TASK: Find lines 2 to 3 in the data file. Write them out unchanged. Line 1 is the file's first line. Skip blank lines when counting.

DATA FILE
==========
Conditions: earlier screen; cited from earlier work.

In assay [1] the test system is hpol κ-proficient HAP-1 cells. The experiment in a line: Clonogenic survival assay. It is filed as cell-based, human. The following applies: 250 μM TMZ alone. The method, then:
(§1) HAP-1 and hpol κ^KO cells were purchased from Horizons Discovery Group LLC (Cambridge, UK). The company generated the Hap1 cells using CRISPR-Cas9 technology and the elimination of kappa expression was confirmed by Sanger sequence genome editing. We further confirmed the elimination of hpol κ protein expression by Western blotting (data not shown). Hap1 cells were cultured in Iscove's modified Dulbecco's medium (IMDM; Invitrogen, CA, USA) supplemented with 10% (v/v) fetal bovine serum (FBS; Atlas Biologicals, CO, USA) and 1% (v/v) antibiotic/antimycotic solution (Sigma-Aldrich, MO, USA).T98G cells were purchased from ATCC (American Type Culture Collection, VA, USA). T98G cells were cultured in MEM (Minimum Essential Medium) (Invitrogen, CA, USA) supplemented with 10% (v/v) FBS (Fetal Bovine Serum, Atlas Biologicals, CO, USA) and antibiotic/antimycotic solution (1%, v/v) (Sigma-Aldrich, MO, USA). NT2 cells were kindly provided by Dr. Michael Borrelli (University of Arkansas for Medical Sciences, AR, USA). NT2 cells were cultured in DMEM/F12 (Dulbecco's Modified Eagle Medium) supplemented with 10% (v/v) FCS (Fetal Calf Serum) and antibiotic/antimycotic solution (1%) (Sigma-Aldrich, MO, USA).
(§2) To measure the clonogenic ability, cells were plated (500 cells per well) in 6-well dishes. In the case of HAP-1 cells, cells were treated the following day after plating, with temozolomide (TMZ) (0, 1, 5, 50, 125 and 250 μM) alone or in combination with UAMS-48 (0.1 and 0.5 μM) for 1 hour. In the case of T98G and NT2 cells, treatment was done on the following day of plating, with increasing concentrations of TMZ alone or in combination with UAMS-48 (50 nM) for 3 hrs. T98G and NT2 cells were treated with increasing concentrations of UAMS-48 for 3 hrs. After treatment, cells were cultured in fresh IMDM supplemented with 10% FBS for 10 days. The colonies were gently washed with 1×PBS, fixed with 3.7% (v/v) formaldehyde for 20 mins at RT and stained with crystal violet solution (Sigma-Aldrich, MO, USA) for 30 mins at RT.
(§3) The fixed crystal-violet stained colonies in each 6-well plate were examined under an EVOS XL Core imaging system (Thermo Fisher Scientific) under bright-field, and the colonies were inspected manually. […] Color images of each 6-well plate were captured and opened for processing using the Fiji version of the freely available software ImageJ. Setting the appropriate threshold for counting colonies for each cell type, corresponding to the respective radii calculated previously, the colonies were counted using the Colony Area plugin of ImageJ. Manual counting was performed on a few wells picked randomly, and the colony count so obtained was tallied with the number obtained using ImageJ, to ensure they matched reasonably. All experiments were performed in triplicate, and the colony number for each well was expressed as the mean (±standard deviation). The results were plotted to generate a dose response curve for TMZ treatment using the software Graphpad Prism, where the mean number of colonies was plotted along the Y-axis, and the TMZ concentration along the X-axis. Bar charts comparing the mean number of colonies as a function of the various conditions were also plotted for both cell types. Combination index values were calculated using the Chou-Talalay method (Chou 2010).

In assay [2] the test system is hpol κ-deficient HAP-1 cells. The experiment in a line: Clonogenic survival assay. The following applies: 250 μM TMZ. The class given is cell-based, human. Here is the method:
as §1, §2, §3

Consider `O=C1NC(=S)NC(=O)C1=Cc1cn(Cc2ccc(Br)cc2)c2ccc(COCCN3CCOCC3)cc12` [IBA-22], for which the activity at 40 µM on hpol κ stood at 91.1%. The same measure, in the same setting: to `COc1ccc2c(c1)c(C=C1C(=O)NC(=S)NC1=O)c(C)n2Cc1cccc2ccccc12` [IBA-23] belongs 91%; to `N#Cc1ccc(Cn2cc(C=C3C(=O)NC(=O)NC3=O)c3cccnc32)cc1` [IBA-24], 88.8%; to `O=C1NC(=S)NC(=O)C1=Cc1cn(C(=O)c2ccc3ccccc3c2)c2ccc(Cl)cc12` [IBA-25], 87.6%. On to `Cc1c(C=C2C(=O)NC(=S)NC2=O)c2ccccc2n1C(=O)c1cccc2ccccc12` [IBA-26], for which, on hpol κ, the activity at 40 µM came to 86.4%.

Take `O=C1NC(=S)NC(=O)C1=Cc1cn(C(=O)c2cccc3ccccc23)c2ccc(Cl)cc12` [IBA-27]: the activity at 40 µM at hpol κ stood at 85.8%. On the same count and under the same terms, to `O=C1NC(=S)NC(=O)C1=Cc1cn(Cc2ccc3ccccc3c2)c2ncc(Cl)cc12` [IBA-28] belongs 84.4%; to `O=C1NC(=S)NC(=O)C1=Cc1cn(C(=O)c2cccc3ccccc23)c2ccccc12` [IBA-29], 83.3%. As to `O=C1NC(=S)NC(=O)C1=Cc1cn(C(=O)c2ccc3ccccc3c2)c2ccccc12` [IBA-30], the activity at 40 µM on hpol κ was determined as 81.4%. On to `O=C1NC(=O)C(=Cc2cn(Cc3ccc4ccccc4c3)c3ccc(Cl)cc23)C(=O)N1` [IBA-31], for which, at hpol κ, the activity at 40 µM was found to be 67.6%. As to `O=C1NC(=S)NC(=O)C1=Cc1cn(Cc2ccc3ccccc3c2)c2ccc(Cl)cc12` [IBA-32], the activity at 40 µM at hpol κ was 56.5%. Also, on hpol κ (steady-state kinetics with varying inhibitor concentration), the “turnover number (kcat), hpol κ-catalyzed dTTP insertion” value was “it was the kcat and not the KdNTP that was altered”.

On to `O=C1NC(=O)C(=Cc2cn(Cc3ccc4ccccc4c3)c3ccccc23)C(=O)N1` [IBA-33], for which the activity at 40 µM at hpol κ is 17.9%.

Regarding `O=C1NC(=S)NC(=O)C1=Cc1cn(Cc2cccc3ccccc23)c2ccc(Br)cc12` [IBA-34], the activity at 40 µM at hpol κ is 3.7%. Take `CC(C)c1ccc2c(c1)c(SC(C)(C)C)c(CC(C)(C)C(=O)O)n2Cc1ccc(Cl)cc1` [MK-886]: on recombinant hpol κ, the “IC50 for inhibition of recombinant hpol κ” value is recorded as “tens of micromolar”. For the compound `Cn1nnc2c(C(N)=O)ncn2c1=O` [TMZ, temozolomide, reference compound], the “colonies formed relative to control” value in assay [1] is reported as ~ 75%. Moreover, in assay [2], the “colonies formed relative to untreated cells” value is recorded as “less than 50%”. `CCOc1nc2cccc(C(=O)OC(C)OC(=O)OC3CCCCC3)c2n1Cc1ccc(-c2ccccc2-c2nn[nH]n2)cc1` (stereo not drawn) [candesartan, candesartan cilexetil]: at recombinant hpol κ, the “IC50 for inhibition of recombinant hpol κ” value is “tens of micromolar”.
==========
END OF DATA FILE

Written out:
In assay [1] the test system is hpol κ-proficient HAP-1 cells. The experiment in a line: Clonogenic survival assay. It is filed as cell-based, human. The following applies: 250 μM TMZ alone. The method, then:
(§1) HAP-1 and hpol κ^KO cells were purchased from Horizons Discovery Group LLC (Cambridge, UK). The company generated the Hap1 cells using CRISPR-Cas9 technology and the elimination of kappa expression was confirmed by Sanger sequence genome editing. We further confirmed the elimination of hpol κ protein expression by Western blotting (data not shown). Hap1 cells were cultured in Iscove's modified Dulbecco's medium (IMDM; Invitrogen, CA, USA) supplemented with 10% (v/v) fetal bovine serum (FBS; Atlas Biologicals, CO, USA) and 1% (v/v) antibiotic/antimycotic solution (Sigma-Aldrich, MO, USA).T98G cells were purchased from ATCC (American Type Culture Collection, VA, USA). T98G cells were cultured in MEM (Minimum Essential Medium) (Invitrogen, CA, USA) supplemented with 10% (v/v) FBS (Fetal Bovine Serum, Atlas Biologicals, CO, USA) and antibiotic/antimycotic solution (1%, v/v) (Sigma-Aldrich, MO, USA). NT2 cells were kindly provided by Dr. Michael Borrelli (University of Arkansas for Medical Sciences, AR, USA). NT2 cells were cultured in DMEM/F12 (Dulbecco's Modified Eagle Medium) supplemented with 10% (v/v) FCS (Fetal Calf Serum) and antibiotic/antimycotic solution (1%) (Sigma-Aldrich, MO, USA).